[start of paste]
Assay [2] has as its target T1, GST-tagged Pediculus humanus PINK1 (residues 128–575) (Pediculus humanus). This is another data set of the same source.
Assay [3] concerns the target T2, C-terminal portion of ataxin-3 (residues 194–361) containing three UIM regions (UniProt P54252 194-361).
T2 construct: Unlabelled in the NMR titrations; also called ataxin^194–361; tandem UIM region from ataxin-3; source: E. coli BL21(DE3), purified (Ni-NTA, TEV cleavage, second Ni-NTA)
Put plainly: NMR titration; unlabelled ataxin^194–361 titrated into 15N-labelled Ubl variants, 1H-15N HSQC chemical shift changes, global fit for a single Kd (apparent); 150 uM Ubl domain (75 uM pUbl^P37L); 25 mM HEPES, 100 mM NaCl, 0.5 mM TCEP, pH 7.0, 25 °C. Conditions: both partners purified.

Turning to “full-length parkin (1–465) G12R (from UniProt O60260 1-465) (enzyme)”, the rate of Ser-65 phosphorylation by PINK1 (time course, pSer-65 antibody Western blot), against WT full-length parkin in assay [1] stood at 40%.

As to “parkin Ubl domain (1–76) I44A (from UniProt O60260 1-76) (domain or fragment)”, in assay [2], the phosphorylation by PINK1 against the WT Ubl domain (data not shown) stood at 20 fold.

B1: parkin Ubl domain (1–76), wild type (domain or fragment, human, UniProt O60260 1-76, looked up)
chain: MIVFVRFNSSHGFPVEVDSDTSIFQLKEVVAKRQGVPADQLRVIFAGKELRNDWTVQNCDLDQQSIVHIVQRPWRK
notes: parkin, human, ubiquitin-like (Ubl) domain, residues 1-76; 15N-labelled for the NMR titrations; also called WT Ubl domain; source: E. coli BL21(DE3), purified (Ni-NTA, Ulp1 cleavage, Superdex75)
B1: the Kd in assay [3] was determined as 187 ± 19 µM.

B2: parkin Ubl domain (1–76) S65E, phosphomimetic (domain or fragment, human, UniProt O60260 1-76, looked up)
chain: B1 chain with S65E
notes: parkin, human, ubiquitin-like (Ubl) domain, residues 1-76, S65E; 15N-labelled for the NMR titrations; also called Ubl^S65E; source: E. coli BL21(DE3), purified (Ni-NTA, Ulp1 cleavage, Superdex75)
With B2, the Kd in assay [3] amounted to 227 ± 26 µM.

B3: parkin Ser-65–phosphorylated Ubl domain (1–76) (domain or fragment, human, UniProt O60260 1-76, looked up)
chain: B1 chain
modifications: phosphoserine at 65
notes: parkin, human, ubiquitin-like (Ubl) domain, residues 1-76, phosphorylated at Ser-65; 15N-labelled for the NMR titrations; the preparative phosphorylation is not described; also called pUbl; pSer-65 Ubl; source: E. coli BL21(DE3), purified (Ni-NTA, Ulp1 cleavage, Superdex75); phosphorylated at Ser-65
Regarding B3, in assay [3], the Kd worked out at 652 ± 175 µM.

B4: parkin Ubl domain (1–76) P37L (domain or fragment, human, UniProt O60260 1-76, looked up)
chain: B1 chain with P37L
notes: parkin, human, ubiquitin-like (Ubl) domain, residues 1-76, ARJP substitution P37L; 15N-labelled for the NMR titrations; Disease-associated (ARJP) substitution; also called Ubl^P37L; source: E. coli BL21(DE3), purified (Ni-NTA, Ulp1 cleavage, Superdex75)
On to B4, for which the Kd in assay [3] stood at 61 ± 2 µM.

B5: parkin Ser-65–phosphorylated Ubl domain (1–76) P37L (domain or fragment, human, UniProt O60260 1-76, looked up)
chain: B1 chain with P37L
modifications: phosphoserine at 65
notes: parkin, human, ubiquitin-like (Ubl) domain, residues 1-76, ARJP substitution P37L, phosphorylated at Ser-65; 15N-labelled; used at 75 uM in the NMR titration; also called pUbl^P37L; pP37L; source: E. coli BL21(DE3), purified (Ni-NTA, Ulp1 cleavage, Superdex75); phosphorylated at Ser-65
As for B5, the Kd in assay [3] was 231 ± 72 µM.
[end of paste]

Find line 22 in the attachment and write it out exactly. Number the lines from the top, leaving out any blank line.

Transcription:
notes: parkin, human, ubiquitin-like (Ubl) domain, residues 1-76, ARJP substitution P37L; 15N-labelled for the NMR titrations; Disease-associated (ARJP) substitution; also called Ubl^P37L; source: E. coli BL21(DE3), purified (Ni-NTA, Ulp1 cleavage, Superdex75)